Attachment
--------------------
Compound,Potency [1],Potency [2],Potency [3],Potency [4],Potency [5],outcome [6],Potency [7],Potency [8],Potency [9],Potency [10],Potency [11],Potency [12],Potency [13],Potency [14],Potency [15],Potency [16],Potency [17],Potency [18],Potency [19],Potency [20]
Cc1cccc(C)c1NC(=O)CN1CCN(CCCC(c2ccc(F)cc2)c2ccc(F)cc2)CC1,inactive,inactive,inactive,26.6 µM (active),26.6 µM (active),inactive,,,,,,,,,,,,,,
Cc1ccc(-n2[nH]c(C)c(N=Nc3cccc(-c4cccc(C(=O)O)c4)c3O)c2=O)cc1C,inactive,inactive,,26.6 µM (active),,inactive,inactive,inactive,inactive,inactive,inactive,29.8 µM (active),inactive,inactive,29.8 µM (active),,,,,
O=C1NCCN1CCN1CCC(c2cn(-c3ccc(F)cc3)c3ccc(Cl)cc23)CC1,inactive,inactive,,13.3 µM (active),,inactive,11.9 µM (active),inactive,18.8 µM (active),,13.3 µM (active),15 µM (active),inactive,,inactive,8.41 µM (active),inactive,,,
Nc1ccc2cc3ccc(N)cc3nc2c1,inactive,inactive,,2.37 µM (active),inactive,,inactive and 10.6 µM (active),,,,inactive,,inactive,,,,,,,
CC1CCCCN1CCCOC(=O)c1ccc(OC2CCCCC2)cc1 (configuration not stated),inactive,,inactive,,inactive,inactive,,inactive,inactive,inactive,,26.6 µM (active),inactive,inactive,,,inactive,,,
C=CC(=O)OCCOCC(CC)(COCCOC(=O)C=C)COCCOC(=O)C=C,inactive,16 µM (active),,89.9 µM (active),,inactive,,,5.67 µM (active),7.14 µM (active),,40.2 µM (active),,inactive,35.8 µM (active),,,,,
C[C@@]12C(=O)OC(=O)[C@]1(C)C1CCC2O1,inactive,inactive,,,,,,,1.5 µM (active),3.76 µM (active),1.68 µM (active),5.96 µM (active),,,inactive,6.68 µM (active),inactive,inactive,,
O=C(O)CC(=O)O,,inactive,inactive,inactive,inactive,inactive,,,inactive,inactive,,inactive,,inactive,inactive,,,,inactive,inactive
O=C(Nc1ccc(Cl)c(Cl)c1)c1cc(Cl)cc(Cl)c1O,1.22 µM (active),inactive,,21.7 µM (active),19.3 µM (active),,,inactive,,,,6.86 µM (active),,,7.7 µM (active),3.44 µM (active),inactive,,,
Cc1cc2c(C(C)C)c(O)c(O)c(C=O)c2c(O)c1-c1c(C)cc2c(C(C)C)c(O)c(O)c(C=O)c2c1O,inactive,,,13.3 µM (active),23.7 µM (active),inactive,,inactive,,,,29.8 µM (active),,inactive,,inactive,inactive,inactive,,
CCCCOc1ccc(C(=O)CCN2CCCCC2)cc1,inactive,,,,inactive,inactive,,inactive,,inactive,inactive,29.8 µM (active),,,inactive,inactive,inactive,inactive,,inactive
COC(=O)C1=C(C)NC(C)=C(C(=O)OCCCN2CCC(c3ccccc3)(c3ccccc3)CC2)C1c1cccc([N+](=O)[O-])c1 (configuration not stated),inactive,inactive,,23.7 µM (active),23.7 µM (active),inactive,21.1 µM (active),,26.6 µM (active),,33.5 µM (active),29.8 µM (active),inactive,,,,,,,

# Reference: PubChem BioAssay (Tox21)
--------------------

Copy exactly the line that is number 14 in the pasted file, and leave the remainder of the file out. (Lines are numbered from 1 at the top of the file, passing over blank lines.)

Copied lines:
# Reference: PubChem BioAssay (Tox21)